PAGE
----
Global LPV model identification of flapping-wing dynamics using flight data

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Abstract

Biologically-inspired flapping-wing micro aerial vehicles are characterised by nonlinear, unsteady aerodynamics and complex dynamics, both highly challenging to model. To take full advantage of the flight capabilities of such vehicles, it is necessary to obtain insight into their dynamics in the different flyable conditions, and to provide adequate control in all of these conditions. Nonetheless, the dynamics are typically only considered in a single flight regime, and controllers are frequently tuned for a particular flight condition. Due to the high complexity of flapping flight and limited availability of accurate free-flight data, global models are not yet readily available, particularly models based on free-flight data and suitable for practical applications. This paper demonstrates an approach to obtain a global dynamic model for a flapping-wing micro aerial vehicle. To allow for standard linear control and systems theory to be applied, the nonlinear dynamics are approximated using a linear parameter-varying (LPV) approach based on a set of local linear models. The scheduling parameters, and the parameters in the underlying local models, are determined using system identification methods applied to free-flight data collected on a real test platform, and covering a significant part of the flight envelope. The proposed approach allows for modelling of the vehicle and prediction of the dominant dynamic properties across the considered part of the flight envelope, using a total of 16 parameters, as opposed to the starting point of 46 local models with 12 parameters each. The use of a single model adapting to the flight condition provides flexibility and continuous coverage, and is therefore highly useful for simulation and control applications. While in the explored part of the flight envelope the nonlinearity was found to be limited, such that a weighted average model may be sufficient for some applications, the LPV model provides a higher accuracy and more consistent performance across the conditions considered. Additionally, the approach is shown to be promising and is expected to be adaptable to cover more significant variation. Improvements could be obtained through more extensive flight envelope coverage, more accurate measurement and more informative identification data.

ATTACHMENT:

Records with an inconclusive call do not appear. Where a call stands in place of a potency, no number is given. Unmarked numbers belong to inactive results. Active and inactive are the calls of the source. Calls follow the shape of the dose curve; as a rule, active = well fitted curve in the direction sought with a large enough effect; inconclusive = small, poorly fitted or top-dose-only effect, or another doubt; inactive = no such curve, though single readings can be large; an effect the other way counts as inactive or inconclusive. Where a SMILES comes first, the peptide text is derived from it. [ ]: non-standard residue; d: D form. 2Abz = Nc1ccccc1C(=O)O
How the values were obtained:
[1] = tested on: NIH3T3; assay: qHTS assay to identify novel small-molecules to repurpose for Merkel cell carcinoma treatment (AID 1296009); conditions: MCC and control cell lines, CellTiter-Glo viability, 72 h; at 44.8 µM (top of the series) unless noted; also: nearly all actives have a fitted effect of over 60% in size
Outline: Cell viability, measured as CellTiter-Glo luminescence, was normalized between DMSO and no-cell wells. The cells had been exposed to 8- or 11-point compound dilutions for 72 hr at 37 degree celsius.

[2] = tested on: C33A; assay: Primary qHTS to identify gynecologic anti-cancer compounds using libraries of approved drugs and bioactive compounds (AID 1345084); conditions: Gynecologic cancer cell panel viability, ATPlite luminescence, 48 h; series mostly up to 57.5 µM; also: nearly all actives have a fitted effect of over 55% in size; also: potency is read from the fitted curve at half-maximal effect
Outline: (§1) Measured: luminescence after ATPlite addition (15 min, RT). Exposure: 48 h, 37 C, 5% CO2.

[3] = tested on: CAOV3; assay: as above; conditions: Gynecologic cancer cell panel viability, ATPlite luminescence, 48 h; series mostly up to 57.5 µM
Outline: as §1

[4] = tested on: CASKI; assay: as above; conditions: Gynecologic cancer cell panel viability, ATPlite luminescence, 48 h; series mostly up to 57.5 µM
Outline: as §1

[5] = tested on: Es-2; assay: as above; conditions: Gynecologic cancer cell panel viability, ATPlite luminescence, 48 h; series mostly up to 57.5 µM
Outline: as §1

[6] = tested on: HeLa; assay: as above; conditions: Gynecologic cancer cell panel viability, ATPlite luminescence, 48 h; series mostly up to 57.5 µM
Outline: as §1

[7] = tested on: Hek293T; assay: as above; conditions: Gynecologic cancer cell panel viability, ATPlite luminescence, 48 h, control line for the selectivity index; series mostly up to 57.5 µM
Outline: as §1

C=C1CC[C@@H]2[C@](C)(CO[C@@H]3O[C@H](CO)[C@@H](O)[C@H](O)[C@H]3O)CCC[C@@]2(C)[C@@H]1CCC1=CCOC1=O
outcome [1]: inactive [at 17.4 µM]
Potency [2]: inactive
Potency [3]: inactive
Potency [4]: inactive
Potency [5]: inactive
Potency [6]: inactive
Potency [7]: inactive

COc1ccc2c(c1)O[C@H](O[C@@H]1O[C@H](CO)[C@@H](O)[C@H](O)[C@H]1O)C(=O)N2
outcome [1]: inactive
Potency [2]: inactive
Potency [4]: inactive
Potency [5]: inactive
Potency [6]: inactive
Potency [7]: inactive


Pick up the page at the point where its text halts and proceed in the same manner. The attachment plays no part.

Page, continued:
Original languageEnglish
Title of host publicationProceedings of the 2018 AIAA Modeling and Simulation Technologies Conference
Subtitle of host publicationKissimmee, Florida
PublisherAmerican Institute of Aeronautics and Astronautics Inc. (AIAA)
Number of pages32
ISBN (Electronic)978-1-62410-528-9
DOIs
Publication statusPublished - 2018
Event2018 AIAA Modeling and Simulation Technologies Conference - Kissimmee, United States
Duration: 8 Jan 201812 Jan 2018
https://doi.org/10.2514/MMST18

Conference

Conference2018 AIAA Modeling and Simulation Technologies Conference
CountryUnited States
CityKissimmee
Period8/01/1812/01/18
Internet address

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